So Baltimore is experiencing a revival of new creative happenings, I like to think of this one as a rural hipster movement. Besides the CSA/farm/locavore thing, which has been going on for a long while, there is a take charge of the lovelier things in life/hands-on artistic community budding in the best way. A large part of that is due to the beautifully orchestrated efforts of MakeTribe. Two lovely ladies are responsible for curating themed workshop events ranging from making mozzarella cheese to valentines to the terrariums we made last night with b.willow. Besides these imaginative happenings, MakeTribe organizes twice-monthly knitting events, K1P1, at Artifact Coffee (incidentally, Artifact served the be all/end all of hot beverages, the Earl Grey Tea Latte. If you’ve tried it elsewhere you have simply been mislead. Theirs is hands down – the best).
Part of the reason these fêtes are so beautiful is that the event is produced with a seasonal theme incorporating the experts, mixologists, chefs and even burgeoning artisan popsicle makers to become a multi-sensory experience. Loved it! Thanks to my sister Kristin for telling me all about this business and my friend Heather for coming all the way from Philly to take part. XOXO.
I let the iphone capture the magic:
I took my niece and daughters strawberry picking after school let up for summer at the amazing Gorman Farm, located about 5 seconds from my house. We somehow managed to haul away 15 pounds of berries in about an hour. That seemed like a lot – considering each of us pretty much went down the same row. My niece went home with at least a third and we have the rest. What have I managed to make with my 9-10 pounds?
- just berries, three or five times
- berries on cheerios
- berries soaked in vodka with rhubarb
- yummy salad similar to this one
- rhubarb and strawberry syrup (modified from this one and perfect with sparkling water)
- rhubarb and strawberry crisp mixture
- strawberry jam with vanilla (10 jars)
I’d have loved strawberries with Meyer lemon creme and shortcakes but we ran out!
In other news, I discovered the books Food in Jars and Preserving by the Pint and it’s all over now. I’ve canned three recipes and discovered that I can’t live without rhubarb in my life.
Now tell me, what are you making with your summer harvest?
If you’re reading, you and I both know I have barely been writing here since last year. I find sometimes, I am motivated to do only a slim combination of the following things, all of which I love to dominate when possible (there is little crossover with exercise and making stuff for whatever reason):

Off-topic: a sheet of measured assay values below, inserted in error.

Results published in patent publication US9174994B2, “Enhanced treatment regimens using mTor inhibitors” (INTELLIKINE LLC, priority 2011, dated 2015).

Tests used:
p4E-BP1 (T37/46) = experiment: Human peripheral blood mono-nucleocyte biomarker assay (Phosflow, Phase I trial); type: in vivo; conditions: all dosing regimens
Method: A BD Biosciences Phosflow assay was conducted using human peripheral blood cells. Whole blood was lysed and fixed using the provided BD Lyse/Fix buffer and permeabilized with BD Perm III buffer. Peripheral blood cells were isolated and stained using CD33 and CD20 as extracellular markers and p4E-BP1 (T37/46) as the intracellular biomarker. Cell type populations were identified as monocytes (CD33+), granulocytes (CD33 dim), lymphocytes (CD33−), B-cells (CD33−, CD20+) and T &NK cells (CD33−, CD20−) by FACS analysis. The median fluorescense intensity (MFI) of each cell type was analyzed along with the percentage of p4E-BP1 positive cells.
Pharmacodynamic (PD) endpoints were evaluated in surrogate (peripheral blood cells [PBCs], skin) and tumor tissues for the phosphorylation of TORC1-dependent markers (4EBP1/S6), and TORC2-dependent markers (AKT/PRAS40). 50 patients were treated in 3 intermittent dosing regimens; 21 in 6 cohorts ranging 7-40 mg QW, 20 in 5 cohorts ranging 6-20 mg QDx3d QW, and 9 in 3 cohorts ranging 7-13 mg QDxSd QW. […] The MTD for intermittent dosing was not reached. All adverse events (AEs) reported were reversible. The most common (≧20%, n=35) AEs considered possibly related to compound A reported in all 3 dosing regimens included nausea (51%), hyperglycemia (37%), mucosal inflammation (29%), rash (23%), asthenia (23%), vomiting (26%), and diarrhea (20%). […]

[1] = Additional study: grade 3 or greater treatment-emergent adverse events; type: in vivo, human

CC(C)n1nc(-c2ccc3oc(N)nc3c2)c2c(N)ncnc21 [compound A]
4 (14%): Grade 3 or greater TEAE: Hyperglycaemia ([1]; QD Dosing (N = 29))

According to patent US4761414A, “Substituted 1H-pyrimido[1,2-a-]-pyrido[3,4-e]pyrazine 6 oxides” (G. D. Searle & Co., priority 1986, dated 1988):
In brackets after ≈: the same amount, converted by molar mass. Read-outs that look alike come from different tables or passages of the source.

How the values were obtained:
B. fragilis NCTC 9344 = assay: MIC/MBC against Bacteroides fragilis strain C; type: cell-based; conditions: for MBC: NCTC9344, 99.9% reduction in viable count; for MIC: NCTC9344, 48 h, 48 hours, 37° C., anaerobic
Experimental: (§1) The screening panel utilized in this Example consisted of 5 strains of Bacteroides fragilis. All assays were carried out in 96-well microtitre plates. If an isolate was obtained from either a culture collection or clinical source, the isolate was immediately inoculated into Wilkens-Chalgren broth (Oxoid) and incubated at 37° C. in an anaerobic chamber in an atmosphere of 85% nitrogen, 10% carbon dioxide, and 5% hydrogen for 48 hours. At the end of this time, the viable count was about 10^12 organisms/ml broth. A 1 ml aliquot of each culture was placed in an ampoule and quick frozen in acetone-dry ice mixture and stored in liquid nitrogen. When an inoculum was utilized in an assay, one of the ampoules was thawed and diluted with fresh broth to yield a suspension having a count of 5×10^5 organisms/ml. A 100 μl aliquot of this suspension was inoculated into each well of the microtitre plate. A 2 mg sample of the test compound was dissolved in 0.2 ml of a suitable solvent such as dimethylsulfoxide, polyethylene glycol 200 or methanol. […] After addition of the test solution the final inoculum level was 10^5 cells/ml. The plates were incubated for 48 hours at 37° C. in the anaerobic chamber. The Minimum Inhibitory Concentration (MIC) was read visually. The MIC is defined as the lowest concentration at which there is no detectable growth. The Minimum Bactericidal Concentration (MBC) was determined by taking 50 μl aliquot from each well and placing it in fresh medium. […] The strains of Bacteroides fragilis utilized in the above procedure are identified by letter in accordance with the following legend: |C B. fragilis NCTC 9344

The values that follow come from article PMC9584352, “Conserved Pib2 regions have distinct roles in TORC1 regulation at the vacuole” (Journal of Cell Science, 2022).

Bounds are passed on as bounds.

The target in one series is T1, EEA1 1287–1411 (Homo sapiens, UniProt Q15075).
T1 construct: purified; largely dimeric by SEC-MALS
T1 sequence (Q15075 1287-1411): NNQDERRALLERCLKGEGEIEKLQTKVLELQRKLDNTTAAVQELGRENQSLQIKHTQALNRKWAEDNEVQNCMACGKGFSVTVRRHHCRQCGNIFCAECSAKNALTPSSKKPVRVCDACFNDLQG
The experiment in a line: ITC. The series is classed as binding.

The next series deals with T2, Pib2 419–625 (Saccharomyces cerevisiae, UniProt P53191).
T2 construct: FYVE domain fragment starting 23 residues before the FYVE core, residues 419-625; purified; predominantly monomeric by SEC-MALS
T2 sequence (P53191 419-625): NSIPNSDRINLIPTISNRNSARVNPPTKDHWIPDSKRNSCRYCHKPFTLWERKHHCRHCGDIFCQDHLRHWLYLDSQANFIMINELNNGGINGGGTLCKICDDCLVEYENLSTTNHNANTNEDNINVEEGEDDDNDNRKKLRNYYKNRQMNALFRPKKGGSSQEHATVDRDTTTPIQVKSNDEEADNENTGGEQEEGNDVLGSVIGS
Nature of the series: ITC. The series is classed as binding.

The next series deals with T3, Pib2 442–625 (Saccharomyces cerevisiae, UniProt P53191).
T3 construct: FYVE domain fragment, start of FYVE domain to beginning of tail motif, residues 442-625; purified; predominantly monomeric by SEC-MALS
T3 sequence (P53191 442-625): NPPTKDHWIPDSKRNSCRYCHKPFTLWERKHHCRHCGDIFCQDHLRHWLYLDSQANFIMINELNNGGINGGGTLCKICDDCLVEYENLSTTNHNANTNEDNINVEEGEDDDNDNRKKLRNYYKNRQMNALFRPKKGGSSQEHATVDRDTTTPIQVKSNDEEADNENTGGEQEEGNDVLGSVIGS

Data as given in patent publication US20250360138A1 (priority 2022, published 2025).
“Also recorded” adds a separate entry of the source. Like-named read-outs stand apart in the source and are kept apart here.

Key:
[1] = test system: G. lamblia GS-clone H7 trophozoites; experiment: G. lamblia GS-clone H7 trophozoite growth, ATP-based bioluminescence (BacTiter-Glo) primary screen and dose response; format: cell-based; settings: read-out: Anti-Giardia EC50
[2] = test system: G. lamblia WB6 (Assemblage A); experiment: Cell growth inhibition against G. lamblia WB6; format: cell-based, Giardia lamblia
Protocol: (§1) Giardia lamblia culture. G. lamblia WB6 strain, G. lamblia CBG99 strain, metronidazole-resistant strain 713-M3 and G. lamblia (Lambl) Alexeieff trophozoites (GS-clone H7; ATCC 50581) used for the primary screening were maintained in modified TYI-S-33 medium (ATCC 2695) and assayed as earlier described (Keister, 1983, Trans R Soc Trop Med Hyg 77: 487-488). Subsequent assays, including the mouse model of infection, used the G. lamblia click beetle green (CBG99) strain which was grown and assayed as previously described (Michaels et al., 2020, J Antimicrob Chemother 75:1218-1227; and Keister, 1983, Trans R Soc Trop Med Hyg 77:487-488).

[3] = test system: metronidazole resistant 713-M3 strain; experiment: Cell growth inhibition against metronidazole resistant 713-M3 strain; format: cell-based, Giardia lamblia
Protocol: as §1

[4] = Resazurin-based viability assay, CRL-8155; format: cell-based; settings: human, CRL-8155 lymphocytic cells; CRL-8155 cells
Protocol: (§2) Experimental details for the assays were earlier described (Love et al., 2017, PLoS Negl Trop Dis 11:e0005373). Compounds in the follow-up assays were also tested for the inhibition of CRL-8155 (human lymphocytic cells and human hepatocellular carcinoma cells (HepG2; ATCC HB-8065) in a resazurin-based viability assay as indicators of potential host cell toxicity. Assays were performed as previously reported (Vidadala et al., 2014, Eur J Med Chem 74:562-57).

- make stuff (sew, paper flowers, or general fostering any new creative obsession)
- cook like crazy for about two weeks then be so disorganized that we have to get carryout for six weeks before the cycle begins anew
- exercise regularly
- read a burst of good books in a short period of time
- plan a birthday party
Well I’ve been busy with all of those things and behind the scenes I’ve had a very inspiring year! I’ve gone to a couple of crafty lady events at Annabel’s Little Pincushion Studio and I just got back from a weekend of Pure Improv patchwork with Denyse Schmidt at her studio in Bridgeport, CT. Immediately below are the results of my first day.
Anyway… the weekend was great! It was a nicely sized group of about 10 likeminded women there to shake it up a bit (including my dear friend Leanne who flew in all the way from Calgary and drove up with me from Baltimore). Though some protested cutting without a ruler – everyone let things happen pretty organically after we learned a basic block and set out to shift those shapes into something new as we reviewed each person’s work as a group.
After sewing for most of Saturday afternoon we met up at a beach cottage owned by a friend of Denyse and Richard’s (available to rent on airbnb). Denyse booked the marvelous Shannon to treat us to her special cocktails and amazing food. A guided walk along the beach was provided (though Leanne and I were about 100 feet behind at all times hobbling along the shells on our bare tender feet). It was just a splendid evening perfect for getting to know our new friends a little better!
The next day we skipped the flea market opportunity to sleep a little later and breakfast on our way to early sewing. This is what was happening in the next room – pretty amazing palette here!
We finished as many blocks as we could and had our final class critique before packing up. I used two of Denyse’s new solids in mine, Tropical and Flamingo. I was feeling like it needed to be orangey but I just can’t get away from bright magenta pinks lately. I have pretty much decided that it needs a citron-type color for binding and I couldn’t be more excited about making some time to finish it soon.